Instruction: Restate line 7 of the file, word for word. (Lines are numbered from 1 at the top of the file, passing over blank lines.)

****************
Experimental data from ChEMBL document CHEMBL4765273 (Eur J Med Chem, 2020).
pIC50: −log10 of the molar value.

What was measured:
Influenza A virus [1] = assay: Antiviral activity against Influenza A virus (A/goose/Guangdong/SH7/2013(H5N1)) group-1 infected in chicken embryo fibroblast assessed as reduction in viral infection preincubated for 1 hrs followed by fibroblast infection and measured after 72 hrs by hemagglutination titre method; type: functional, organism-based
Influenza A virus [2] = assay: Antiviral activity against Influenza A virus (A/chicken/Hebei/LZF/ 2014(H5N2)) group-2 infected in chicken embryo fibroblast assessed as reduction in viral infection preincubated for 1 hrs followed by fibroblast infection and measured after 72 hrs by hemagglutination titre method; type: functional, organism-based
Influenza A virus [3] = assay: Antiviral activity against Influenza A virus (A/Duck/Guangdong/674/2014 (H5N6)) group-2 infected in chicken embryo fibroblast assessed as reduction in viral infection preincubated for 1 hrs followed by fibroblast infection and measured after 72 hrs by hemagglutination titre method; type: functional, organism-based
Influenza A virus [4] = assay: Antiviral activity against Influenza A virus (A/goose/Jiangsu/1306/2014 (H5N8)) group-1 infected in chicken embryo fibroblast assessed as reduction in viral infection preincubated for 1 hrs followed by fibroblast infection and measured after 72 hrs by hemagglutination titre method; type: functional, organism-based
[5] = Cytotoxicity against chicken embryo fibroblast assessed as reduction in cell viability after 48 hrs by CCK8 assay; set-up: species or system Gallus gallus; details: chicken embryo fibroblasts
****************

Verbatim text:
Influenza A virus [4] = assay: Antiviral activity against Influenza A virus (A/goose/Jiangsu/1306/2014 (H5N8)) group-1 infected in chicken embryo fibroblast assessed as reduction in viral infection preincubated for 1 hrs followed by fibroblast infection and measured after 72 hrs by hemagglutination titre method; type: functional, organism-based